Double deck Pinochle is a variation of the game that involves using twice as many cards. This form of Pinochle is usually played with six players instead of three or four. The object of the game, which is to take tricks and form melds, remains the same. A standard Pinochle deck consists of 48 cards made up of two sets of the nine, ten, Jack, Queen, King and Ace in all four suits. The Ace is the high card with ten coming next followed by the King, Queen and Jack. A slight modification is made to the deck for double deck Pinochle.
Prepare the decks. Combine two Pinochle decks and remove all the nines. Or you can mix four regular decks of 52 cards and remove all the numeric cards two through nine.
Form your teams. Each player will have a partner who will sit across from them for a total of three teams.
Deal the cards. The dealer will have the player on his right cut the cards then he will deal all of them moving clockwise. Each player gets 20 cards. Many Pinochle dealers will deal three cards at a time.
Hold the auction. The player to the left of the dealer will give the opening bid. In double-handed Pinochle, the minimum bid is 50. From 50-60, the bidding goes by increments of one and after 60 it goes by increments of five. Each player will bid on the number of points they think their hand will take. Each bid must be higher than the last and any player has a right to pass. Once he passes, he cannot bid again. The player with the highest bid wins the right to declare the trump suit. If no one bids, the bid is dropped on the dealer and she must make an automatic bid of 50.
Meld cards. The winning bidder will meld first. This is done by placing combinations of cards face up on the table. The types of melds are: arounds, marriages, flushes and pinochles. Arounds can be made with four face cards of different suits. There are two types of marriages; a trump marriage, which is the King and Queen of the trump suit and a regular marriage, which is the King and Queen of a non-trump suit. A flush is the Ace, Ten, King, Queen and Jack of the trump suit only. Pinochle is the Jack of diamonds and the Queen of spades. A double Pinochle is both the Jack of diamonds and Queen of spades. A triple Pinochle is three Pinochles. A quadruple Pinochle is four Pinochles.
Score the melds. When everyone has laid down her melds, count up the points and combine the scores of team members. Melds are scored as follows: Aces around: 10 points, a double aces around is 100 points, a triple aces around is 200 points and a quadruple aces around is 400 points. Kings around: 8 points, a double kings around is 80 points, a triple kings around is 160 points and a quadruple kings around is 320 points.Queens around: 6 points, a double queens around is 60 points, a triple queens around is 120 points and a quadruple queens around is 240 points. Jacks around: 4 points, a double jacks around is 40 points, a triple jacks around is 80 points and a quadruple jacks around is 160 points. Trump marriage: 40 points. Marriage: 20 points. Flush: 150 points. Pinochle: 40 points. Double Pinochle: 300 points. Triple Pinochle: 450 points.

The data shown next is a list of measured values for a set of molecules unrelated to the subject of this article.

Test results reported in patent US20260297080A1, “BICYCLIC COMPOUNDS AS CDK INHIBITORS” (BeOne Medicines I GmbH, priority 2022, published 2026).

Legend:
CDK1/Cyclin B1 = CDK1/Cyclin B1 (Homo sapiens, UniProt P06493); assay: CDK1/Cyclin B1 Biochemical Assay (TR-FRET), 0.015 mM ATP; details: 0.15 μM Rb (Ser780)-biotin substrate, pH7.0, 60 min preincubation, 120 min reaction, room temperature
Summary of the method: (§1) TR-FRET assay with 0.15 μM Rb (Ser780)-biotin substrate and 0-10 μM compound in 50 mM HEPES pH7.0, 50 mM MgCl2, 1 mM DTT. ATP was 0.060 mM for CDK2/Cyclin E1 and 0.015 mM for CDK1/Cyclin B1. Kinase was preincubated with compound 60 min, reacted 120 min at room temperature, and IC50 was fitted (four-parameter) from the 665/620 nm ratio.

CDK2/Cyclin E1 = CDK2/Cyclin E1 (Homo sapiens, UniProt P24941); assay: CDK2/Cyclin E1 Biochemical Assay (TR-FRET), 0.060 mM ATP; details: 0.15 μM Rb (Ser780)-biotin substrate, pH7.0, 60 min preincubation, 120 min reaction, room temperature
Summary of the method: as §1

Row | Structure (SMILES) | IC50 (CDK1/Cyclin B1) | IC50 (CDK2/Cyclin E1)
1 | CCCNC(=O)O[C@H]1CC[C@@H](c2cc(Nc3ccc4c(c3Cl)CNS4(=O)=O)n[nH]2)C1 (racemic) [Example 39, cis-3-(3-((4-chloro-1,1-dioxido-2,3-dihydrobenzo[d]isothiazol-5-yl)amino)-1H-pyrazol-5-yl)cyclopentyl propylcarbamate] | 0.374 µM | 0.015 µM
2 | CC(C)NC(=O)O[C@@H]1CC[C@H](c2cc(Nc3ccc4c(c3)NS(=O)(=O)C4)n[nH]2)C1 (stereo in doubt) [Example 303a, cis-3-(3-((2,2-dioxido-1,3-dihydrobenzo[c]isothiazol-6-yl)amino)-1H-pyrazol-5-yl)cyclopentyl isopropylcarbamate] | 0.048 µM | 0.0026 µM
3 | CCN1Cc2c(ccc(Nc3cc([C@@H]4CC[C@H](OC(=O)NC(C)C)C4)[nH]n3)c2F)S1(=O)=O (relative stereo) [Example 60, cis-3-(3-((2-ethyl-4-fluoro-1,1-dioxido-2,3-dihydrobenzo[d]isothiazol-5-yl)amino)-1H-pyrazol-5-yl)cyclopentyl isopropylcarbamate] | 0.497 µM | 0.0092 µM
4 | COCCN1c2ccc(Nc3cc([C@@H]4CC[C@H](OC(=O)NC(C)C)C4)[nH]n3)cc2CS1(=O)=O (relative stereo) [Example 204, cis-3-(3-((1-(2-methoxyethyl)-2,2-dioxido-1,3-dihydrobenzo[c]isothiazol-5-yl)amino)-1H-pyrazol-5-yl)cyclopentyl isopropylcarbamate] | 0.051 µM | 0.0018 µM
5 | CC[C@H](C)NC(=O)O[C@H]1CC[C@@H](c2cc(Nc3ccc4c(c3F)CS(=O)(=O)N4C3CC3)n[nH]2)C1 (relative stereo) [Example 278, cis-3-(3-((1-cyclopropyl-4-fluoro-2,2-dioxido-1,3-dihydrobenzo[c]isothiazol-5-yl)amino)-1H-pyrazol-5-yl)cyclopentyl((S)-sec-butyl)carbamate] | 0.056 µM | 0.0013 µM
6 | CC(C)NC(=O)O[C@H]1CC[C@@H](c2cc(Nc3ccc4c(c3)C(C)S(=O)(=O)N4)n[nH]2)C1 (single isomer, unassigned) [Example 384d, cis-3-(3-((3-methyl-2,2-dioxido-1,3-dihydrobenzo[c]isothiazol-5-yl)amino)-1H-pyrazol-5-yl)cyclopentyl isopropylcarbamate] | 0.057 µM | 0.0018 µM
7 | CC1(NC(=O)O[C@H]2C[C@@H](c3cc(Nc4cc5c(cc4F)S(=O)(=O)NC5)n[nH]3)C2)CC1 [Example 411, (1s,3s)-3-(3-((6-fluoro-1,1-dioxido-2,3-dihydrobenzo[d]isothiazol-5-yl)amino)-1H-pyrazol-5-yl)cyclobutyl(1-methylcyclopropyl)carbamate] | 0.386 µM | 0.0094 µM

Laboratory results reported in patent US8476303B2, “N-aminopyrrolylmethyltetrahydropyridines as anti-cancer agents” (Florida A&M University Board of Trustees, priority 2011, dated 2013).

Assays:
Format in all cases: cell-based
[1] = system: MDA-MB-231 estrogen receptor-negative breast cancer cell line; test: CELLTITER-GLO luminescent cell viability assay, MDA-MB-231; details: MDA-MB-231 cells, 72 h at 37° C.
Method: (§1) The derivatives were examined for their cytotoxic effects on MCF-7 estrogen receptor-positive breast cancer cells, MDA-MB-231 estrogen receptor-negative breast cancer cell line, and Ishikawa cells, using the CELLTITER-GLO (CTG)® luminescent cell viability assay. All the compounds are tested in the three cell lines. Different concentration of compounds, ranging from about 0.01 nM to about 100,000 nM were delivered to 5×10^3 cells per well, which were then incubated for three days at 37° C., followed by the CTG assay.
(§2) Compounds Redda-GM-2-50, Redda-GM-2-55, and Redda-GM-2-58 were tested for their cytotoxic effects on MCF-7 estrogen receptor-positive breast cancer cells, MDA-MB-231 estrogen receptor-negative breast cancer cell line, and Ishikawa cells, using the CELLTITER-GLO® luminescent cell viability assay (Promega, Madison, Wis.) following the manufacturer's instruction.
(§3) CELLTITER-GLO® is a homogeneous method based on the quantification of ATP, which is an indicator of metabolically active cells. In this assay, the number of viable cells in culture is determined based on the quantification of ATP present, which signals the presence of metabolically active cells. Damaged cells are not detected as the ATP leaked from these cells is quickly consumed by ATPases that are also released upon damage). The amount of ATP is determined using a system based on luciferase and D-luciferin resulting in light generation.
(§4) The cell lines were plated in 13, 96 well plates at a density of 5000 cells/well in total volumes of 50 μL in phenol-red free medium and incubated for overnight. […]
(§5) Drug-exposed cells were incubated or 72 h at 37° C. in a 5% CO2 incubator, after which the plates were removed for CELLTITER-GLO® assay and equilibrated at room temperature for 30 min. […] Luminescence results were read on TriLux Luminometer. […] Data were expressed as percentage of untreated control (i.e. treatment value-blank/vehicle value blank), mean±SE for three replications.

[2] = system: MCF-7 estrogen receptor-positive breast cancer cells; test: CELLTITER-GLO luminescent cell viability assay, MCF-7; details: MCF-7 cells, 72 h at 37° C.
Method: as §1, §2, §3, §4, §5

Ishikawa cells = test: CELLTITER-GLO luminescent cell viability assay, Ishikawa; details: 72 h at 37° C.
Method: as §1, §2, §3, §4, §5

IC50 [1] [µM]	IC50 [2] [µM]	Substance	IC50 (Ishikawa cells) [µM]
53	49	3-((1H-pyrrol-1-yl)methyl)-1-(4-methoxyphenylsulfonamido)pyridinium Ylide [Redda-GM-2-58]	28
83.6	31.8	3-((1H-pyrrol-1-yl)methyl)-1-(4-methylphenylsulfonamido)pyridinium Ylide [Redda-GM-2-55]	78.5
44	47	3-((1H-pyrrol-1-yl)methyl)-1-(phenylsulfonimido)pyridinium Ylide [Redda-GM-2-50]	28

Play for tricks. The winning bidder leads the first trick. Going clockwise, all players must follow suit unless they do not have any cards in that suit. If you do not have a card in the lead suit and you have a trump card, you must play the trump card. The highest card in the suit wins unless a trump card is played. If more than one trump card is played, the highest of the trump cards wins. Play until all the cards have been played. Remember that 10s beat everything except aces.
Score the tricks. Each player counts the points in the tricks they won. Aces, Tens and Kings are worth one point. The team who wins the last trick gets two extra points for that trick. Combine the scores of team mates and add it to the points in your melds. If you have made your collective bid, then your points are added to your score. If you have not made the bid and have been "set" then your meld and trick points are not counted and the amount of your bid is subtracted from your current score. For in-depth information about scoring, refer to the resources. The teams that did not win the bid still score their tricks.
Justin Melick began writing in 2002 for the "Union Sentinel." His work has also appeared in the "Dawson Community News," the "Mountain Chronicle," on RisingHits.com, and in the "Gainesville Times" and the "Atlanta Journal-Constitution." Melick authored the book "American Moments: American Stories in Poetry and Prose." He has a Bachelor of Arts in journalism from Gainesville State College.